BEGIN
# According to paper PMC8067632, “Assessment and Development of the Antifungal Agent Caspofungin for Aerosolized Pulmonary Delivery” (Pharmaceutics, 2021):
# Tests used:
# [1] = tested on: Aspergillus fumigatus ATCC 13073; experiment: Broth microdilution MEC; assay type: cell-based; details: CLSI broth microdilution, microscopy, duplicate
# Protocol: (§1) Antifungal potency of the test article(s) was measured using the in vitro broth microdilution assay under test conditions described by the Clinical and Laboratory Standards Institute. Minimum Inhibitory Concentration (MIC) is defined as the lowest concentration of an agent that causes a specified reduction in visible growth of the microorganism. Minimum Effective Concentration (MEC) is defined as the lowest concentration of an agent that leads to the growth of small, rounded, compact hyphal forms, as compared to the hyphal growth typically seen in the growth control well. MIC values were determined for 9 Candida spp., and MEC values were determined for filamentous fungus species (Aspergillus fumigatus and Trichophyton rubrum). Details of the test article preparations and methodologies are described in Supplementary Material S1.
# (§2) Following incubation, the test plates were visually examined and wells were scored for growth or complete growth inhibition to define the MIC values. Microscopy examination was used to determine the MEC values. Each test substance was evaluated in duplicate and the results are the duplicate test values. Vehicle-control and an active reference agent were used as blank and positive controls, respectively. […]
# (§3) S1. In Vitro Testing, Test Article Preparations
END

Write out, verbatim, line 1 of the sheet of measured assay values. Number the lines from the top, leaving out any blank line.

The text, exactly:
# According to paper PMC8067632, “Assessment and Development of the Antifungal Agent Caspofungin for Aerosolized Pulmonary Delivery” (Pharmaceutics, 2021):